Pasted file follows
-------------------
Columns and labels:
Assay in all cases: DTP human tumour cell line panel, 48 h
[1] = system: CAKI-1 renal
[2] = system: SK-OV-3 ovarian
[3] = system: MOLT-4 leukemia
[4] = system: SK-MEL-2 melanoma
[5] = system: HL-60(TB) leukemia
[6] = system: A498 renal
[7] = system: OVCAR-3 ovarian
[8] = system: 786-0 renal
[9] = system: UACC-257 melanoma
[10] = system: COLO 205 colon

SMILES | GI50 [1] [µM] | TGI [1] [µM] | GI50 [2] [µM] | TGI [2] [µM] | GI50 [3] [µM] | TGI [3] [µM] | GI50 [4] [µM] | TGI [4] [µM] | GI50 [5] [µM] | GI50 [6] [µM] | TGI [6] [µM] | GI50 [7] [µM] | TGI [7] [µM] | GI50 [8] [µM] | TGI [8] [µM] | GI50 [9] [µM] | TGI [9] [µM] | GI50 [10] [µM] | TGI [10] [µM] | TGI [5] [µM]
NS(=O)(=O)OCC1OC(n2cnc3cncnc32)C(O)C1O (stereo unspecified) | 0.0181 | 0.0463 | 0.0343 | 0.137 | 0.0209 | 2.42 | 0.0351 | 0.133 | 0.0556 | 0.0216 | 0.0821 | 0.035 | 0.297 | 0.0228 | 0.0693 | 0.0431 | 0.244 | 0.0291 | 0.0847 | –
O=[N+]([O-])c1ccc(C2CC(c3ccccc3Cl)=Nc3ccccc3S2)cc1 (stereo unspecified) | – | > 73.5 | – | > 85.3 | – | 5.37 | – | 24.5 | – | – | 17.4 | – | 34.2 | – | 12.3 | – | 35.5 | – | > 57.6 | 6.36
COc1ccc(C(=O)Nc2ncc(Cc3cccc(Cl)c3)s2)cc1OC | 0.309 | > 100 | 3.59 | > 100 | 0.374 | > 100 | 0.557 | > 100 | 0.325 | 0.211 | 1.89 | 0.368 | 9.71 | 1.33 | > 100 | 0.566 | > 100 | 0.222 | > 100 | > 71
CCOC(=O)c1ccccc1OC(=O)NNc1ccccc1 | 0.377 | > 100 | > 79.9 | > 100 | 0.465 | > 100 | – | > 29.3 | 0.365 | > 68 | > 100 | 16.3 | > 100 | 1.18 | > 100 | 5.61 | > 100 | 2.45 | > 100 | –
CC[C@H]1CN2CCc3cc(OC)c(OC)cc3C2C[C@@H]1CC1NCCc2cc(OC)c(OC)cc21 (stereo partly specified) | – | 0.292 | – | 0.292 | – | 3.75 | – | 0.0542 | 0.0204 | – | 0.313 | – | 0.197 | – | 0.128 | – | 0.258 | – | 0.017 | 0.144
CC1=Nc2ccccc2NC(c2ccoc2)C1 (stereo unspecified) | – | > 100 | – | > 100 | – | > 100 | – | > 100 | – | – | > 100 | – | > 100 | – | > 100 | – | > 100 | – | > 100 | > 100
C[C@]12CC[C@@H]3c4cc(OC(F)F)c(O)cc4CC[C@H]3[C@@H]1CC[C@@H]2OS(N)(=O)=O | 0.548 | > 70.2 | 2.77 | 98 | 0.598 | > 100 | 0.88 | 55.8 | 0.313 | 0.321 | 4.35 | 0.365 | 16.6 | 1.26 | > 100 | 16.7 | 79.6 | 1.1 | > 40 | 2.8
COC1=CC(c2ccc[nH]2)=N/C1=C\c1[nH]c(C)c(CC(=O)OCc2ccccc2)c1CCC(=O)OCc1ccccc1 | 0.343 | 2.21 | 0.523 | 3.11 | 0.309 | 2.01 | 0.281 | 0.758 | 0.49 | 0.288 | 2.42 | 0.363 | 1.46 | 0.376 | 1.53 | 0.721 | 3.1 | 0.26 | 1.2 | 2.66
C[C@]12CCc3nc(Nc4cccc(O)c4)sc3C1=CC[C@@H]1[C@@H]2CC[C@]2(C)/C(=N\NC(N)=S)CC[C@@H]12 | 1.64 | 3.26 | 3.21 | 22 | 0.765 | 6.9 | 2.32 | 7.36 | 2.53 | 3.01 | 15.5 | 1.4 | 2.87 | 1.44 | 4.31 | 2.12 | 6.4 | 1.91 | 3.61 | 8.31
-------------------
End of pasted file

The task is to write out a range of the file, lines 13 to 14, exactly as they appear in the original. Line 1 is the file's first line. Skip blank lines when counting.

SMILES | GI50 [1] [µM] | TGI [1] [µM] | GI50 [2] [µM] | TGI [2] [µM] | GI50 [3] [µM] | TGI [3] [µM] | GI50 [4] [µM] | TGI [4] [µM] | GI50 [5] [µM] | GI50 [6] [µM] | TGI [6] [µM] | GI50 [7] [µM] | TGI [7] [µM] | GI50 [8] [µM] | TGI [8] [µM] | GI50 [9] [µM] | TGI [9] [µM] | GI50 [10] [µM] | TGI [10] [µM] | TGI [5] [µM]
NS(=O)(=O)OCC1OC(n2cnc3cncnc32)C(O)C1O (stereo unspecified) | 0.0181 | 0.0463 | 0.0343 | 0.137 | 0.0209 | 2.42 | 0.0351 | 0.133 | 0.0556 | 0.0216 | 0.0821 | 0.035 | 0.297 | 0.0228 | 0.0693 | 0.0431 | 0.244 | 0.0291 | 0.0847 | –